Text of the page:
Does your hand shiver when the temperature is absolutely normal? Or does it take an excruciating amount of time to see the movements in your limbs? Or do you have difficulty remembering what your last meal was? Well, these are some of the examples of Alzheimer’s Disease. A cognitive disease that does not have any cure YET!
A recent research led by New York Medical College (NYMC) and Eastern Virginia Medical College researchers was published in Nature Communications Biology. This research found a critical link between diet, inflammation, and Alzheimer’s Disease. The research states potential loopholes to stop this disease on its track and slow down the development of this disease.
Patric Stanton, a Ph.D., professor of cell biology, anatomy, and neurology at NYMC said that inflammation fuels the generation and development of Alzheimer’s Disease. Consuming high cholesterol and fatty food can further lead to inflammation. Researchers found that preventing a certain protein from activating the genes that cause inflammation can protect your brain from the side effects of these foods.
The study also sheds light on new perspectives and treatments that can slow down the process of Alzheimer’s and stop it from progressing at all. As the Western diet includes food with high cholesterol and fat, approximately 6 billion people are suffering from this disease. It is no surprise that we need more cures and drugs to make this disease go away for good.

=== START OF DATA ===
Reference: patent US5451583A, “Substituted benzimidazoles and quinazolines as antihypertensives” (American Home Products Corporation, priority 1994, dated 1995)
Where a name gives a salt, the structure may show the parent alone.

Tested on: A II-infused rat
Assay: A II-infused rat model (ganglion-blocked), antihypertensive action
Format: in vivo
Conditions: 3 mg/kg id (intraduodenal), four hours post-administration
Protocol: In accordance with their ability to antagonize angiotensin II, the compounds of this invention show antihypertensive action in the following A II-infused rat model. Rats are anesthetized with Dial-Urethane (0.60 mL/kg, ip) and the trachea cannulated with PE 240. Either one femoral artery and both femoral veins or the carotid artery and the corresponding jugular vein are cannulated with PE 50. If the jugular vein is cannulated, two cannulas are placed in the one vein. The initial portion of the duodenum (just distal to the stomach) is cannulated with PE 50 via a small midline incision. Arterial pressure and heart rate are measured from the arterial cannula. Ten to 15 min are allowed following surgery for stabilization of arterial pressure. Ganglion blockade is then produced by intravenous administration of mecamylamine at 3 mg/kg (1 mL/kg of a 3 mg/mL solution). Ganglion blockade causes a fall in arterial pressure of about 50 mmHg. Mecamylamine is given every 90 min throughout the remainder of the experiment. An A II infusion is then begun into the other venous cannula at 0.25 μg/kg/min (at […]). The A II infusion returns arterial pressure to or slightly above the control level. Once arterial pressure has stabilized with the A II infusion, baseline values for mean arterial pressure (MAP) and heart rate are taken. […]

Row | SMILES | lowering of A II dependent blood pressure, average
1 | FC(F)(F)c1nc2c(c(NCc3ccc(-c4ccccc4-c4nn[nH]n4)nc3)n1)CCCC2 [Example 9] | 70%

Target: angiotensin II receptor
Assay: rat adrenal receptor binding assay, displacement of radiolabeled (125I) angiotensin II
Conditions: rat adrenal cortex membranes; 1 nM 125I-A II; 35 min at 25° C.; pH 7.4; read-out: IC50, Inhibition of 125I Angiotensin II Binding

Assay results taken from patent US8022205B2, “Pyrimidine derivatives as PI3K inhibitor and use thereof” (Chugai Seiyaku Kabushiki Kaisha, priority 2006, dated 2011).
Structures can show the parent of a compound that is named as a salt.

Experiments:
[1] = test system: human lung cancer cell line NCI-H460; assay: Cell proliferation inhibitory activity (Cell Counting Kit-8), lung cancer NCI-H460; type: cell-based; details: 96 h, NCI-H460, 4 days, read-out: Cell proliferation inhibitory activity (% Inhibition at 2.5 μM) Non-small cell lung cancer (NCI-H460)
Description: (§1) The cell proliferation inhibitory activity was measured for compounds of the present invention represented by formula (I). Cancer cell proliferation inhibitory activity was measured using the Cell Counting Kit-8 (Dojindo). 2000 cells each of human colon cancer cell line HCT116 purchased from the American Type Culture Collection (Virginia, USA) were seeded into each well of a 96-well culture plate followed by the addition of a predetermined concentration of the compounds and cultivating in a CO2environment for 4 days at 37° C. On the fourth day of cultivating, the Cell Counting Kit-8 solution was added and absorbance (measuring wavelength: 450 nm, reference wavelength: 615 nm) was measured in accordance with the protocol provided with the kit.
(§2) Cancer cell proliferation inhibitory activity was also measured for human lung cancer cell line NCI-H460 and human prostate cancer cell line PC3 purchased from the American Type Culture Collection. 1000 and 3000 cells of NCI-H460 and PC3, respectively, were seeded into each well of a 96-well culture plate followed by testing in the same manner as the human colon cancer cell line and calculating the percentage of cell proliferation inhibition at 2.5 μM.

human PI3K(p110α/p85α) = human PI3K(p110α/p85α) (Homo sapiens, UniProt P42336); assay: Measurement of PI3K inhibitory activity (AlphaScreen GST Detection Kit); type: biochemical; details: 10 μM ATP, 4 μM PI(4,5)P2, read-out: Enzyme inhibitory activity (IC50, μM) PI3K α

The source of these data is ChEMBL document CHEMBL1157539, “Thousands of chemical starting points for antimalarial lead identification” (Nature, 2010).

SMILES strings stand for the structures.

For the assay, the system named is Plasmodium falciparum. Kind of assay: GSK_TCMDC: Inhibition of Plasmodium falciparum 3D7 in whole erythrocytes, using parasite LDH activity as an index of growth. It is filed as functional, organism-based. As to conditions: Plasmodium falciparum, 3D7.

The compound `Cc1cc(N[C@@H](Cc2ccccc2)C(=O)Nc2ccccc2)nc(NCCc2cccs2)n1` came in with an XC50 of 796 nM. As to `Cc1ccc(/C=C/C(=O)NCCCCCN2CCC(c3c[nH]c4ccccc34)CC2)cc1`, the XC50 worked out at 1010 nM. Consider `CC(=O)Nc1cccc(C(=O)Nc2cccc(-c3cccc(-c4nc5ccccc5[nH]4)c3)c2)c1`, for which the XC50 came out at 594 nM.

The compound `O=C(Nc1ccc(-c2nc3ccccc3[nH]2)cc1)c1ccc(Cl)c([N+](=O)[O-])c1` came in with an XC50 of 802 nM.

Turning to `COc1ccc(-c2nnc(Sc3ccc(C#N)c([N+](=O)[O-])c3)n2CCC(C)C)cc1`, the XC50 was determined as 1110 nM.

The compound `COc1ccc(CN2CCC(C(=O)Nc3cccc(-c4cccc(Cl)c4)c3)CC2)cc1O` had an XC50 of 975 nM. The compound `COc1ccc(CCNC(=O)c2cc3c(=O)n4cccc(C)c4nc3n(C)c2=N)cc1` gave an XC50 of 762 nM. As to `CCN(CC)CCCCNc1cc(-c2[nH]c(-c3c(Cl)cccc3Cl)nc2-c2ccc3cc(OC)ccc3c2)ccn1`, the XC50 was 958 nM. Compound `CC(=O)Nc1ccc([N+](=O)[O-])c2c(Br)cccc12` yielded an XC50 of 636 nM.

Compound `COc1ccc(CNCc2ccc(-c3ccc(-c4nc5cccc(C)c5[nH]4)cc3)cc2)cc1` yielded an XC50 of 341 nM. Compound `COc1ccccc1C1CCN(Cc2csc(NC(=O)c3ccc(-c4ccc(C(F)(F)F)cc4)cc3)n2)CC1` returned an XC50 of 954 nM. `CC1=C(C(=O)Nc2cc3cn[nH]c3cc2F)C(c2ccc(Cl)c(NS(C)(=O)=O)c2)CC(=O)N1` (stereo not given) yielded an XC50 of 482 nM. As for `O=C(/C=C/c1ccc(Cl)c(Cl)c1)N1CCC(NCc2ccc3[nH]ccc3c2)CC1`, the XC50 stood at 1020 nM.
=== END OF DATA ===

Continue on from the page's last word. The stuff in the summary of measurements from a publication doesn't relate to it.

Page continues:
Progress On Understanding Alzheimer’s Disease
Another study from the National Institutes of Health states that there is a link between diabetes, metabolic syndrome, and increased risk of cognitive dysfunction. Atherosclerosis and vascular inflammation from diabetes can trigger Alzheimer’s disease. Whereas, metabolic syndrome has a clear connection with consuming a Western diet.
This study focused on the transcription factor STAT 4, a protein involved in signaling pathways, which plays a part in inflammation activation in our body.
With STAT 4 present in the diet, there is a high probability that the body becomes sensitive to glucose and insulin, indicating signs of diabetes. It also creates an impact on the brain and memory formation.
Early detection of the disease and brain dysfunction can give a better understanding of this cognitive disease. It can also help with the treatments and positive outcomes for the patients. There has been research recently that focuses on brain monitoring and can detect neurodegenerative diseases.
In the 6G enabled sustainable society event, associate professor at the University of Oulu Teemu Myllyla introduced the idea of wearable technologies and direct sensing techniques for neuro hydrodynamics. This is a great breakthrough in early diagnosis and treatment monitoring of Alzheimer’s Disease. The idea is to monitor the brain activity for any signs of neurodegenerative disease which can progress before any symptoms appear.
Glymphometer, an innovative technology uses light to study brain fluid dynamics and potential disorders in the brain. It is capable of signaling AD patients with healthy controls based on 5-minute monitoring. The G Index, the Glymphatic system activity Index is a measure of brain clearance activity. This index monitors the sleep schedule and daily tasks to understand if any adjustments are required to reduce the risk of developing any brain disorders.
This technology will help in maintaining optimal cognitive health for individuals from 40-70 years of age. People in this age range are more likely to develop cognitive disorders. It will also open possibilities for the use of 5G and 6G in emerging healthcare applications and streamline data collection. With this innovation, there can be a clear understanding of NDD and suggestions on lifestyle changes to reduce the risk of these diseases.